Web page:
Published on September 2nd, 2015 | By: April Gocha, PhD0
Other materials stories that may be of interestPublished on September 2nd, 2015 | By: April Gocha, PhD
[Image above] Credit: NIST
A luminescent solar concentrator is an emerging sunlight harvesting technology that could turn any window into a daytime power source. Now work at Los Alamos National Lab is integrating photovoltaics into quantum dot solar windows. “Our new devices use quantum dots of a complex composition which includes copper, indium, selenium, and sulfur…the quantum dots provide a uniform coverage of the solar spectrum, thus adding only a neutral tint to a window without introducing any distortion to perceived colors,” one of the researchers says.
Tiny beads of volcanic glass found on the lunar surface during the Apollo missions are a sign that fire fountain eruptions took place on the Moon’s surface. Now, scientists from Brown University and the Carnegie Institution for Science have identified the volatile gas that drove those eruptions. The research suggests that lava associated with lunar fire fountains contained significant amounts of carbon. As it rose from the lunar depths, that carbon combined with oxygen to make substantial amounts carbon monoxide gas, which was responsible for the fire fountains that sprayed volcanic glass over parts of the lunar surface.
A spacecraft the size of a shoebox with Arizona origins will soon be orbiting our nearest neighbor to create a map of water-ice on the moon. The NASA-selected CubeSat will be designed, built, and operated at Arizona State University and is one piece of the agency’s larger mission to fully characterize the water content at the lunar South Pole in preparation for exploration, resource utilization, and improved understanding of the moon’s geologic history.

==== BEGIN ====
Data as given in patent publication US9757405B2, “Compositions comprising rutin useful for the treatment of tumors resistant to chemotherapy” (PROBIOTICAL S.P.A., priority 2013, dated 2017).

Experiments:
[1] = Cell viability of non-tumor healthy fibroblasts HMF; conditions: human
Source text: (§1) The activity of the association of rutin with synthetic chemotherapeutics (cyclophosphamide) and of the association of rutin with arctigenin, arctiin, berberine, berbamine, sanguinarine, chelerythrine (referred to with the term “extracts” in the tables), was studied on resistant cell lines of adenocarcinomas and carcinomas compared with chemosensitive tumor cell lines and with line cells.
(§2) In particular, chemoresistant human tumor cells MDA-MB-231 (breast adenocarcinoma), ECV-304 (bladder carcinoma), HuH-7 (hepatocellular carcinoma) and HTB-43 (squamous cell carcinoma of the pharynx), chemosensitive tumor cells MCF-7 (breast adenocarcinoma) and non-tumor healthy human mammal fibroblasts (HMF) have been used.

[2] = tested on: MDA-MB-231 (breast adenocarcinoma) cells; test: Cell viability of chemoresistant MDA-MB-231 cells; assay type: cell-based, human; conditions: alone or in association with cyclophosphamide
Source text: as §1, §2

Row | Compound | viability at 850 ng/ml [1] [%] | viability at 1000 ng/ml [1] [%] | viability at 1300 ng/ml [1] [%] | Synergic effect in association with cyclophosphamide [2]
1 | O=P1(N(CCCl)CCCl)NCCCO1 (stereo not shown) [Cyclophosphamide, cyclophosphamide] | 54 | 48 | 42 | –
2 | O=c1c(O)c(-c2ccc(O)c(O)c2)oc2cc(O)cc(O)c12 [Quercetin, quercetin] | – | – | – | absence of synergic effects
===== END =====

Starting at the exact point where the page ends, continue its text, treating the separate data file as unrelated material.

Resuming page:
Physicists at the University of Basel succeed in synthesizing boron-doped graphene nanoribbons and characterizing their structural, electronic, and chemical properties. The researchers synthesized boron-doped graphene nanoribbons with various widths. They used an on-surface chemical reaction with a newly synthesized precursor molecule on an atomically clean gold surface. The chemical structures were directly resolved by state-of-the-art atomic force microscopy at low temperature.
Researchers at the Max Planck Institute for Chemistry in Mainz and Johannes Gutenberg University Mainz observed that hydrogen sulfide becomes superconductive at minus 70 degree Celsius—when the substance is placed under a pressure of 1.5 million bar. This corresponds to half of the pressure of the earth’s core. With their high-pressure experiments the researchers in Mainz have thus not only set a new record for superconductivity, their findings have also highlighted a potential new way to transport current at room temperature with no loss.
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